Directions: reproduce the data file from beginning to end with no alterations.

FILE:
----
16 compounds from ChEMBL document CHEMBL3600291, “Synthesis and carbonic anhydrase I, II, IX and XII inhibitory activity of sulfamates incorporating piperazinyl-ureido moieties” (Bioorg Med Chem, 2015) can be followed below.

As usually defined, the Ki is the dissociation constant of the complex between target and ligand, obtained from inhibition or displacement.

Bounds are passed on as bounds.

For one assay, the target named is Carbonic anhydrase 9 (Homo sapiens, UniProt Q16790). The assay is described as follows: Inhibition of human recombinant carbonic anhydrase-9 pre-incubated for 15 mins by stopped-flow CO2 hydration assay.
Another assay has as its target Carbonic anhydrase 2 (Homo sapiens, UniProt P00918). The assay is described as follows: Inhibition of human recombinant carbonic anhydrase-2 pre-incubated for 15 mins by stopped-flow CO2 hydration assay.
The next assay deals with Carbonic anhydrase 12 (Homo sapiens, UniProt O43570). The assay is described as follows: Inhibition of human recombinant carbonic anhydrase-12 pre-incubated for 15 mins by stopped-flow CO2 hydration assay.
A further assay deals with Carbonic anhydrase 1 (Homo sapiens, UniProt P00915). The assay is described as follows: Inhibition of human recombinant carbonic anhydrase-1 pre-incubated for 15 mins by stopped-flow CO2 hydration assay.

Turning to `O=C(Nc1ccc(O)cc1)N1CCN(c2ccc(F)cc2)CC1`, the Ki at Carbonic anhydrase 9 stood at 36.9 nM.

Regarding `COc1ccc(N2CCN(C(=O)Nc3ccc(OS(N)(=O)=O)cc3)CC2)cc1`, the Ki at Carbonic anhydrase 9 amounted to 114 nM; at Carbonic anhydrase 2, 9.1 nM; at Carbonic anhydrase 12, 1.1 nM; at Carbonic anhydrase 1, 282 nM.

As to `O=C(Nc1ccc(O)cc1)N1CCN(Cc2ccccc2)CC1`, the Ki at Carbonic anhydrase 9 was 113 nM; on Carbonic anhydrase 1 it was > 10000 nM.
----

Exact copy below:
16 compounds from ChEMBL document CHEMBL3600291, “Synthesis and carbonic anhydrase I, II, IX and XII inhibitory activity of sulfamates incorporating piperazinyl-ureido moieties” (Bioorg Med Chem, 2015) can be followed below.

As usually defined, the Ki is the dissociation constant of the complex between target and ligand, obtained from inhibition or displacement.

Bounds are passed on as bounds.

For one assay, the target named is Carbonic anhydrase 9 (Homo sapiens, UniProt Q16790). The assay is described as follows: Inhibition of human recombinant carbonic anhydrase-9 pre-incubated for 15 mins by stopped-flow CO2 hydration assay.
Another assay has as its target Carbonic anhydrase 2 (Homo sapiens, UniProt P00918). The assay is described as follows: Inhibition of human recombinant carbonic anhydrase-2 pre-incubated for 15 mins by stopped-flow CO2 hydration assay.
The next assay deals with Carbonic anhydrase 12 (Homo sapiens, UniProt O43570). The assay is described as follows: Inhibition of human recombinant carbonic anhydrase-12 pre-incubated for 15 mins by stopped-flow CO2 hydration assay.
A further assay deals with Carbonic anhydrase 1 (Homo sapiens, UniProt P00915). The assay is described as follows: Inhibition of human recombinant carbonic anhydrase-1 pre-incubated for 15 mins by stopped-flow CO2 hydration assay.

Turning to `O=C(Nc1ccc(O)cc1)N1CCN(c2ccc(F)cc2)CC1`, the Ki at Carbonic anhydrase 9 stood at 36.9 nM.

Regarding `COc1ccc(N2CCN(C(=O)Nc3ccc(OS(N)(=O)=O)cc3)CC2)cc1`, the Ki at Carbonic anhydrase 9 amounted to 114 nM; at Carbonic anhydrase 2, 9.1 nM; at Carbonic anhydrase 12, 1.1 nM; at Carbonic anhydrase 1, 282 nM.

As to `O=C(Nc1ccc(O)cc1)N1CCN(Cc2ccccc2)CC1`, the Ki at Carbonic anhydrase 9 was 113 nM; on Carbonic anhydrase 1 it was > 10000 nM.